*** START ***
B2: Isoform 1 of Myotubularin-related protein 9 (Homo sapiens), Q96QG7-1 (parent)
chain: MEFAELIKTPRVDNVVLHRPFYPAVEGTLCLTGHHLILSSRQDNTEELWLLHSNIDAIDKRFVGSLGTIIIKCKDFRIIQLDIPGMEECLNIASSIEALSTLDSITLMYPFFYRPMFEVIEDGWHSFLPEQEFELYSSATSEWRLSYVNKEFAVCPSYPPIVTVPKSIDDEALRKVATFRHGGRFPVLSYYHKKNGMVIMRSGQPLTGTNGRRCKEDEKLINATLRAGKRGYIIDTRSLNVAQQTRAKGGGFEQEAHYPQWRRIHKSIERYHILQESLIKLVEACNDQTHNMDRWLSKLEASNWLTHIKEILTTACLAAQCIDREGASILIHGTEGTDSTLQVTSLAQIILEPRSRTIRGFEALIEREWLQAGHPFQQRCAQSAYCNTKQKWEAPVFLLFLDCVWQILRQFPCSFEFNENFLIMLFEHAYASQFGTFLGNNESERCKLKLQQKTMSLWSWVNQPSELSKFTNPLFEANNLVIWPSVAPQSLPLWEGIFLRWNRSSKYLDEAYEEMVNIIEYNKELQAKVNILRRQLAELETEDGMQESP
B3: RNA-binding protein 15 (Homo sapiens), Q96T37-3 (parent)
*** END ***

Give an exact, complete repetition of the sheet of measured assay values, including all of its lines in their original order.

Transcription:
B2: Isoform 1 of Myotubularin-related protein 9 (Homo sapiens), Q96QG7-1 (parent)
chain: MEFAELIKTPRVDNVVLHRPFYPAVEGTLCLTGHHLILSSRQDNTEELWLLHSNIDAIDKRFVGSLGTIIIKCKDFRIIQLDIPGMEECLNIASSIEALSTLDSITLMYPFFYRPMFEVIEDGWHSFLPEQEFELYSSATSEWRLSYVNKEFAVCPSYPPIVTVPKSIDDEALRKVATFRHGGRFPVLSYYHKKNGMVIMRSGQPLTGTNGRRCKEDEKLINATLRAGKRGYIIDTRSLNVAQQTRAKGGGFEQEAHYPQWRRIHKSIERYHILQESLIKLVEACNDQTHNMDRWLSKLEASNWLTHIKEILTTACLAAQCIDREGASILIHGTEGTDSTLQVTSLAQIILEPRSRTIRGFEALIEREWLQAGHPFQQRCAQSAYCNTKQKWEAPVFLLFLDCVWQILRQFPCSFEFNENFLIMLFEHAYASQFGTFLGNNESERCKLKLQQKTMSLWSWVNQPSELSKFTNPLFEANNLVIWPSVAPQSLPLWEGIFLRWNRSSKYLDEAYEEMVNIIEYNKELQAKVNILRRQLAELETEDGMQESP
B3: RNA-binding protein 15 (Homo sapiens), Q96T37-3 (parent)